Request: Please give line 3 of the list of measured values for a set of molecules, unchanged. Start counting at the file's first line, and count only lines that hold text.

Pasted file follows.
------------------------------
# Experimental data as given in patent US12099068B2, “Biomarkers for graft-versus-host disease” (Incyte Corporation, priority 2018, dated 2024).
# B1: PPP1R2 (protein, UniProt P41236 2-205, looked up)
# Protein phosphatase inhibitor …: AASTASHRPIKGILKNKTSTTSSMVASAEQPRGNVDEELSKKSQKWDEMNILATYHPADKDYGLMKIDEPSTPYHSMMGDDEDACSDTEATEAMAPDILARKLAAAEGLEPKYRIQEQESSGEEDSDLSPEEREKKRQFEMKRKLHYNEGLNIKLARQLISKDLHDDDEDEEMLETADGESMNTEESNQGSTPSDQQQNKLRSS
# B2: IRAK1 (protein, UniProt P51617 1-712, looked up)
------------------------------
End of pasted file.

# Protein phosphatase inhibitor …: AASTASHRPIKGILKNKTSTTSSMVASAEQPRGNVDEELSKKSQKWDEMNILATYHPADKDYGLMKIDEPSTPYHSMMGDDEDACSDTEATEAMAPDILARKLAAAEGLEPKYRIQEQESSGEEDSDLSPEEREKKRQFEMKRKLHYNEGLNIKLARQLISKDLHDDDEDEEMLETADGESMNTEESNQGSTPSDQQQNKLRSS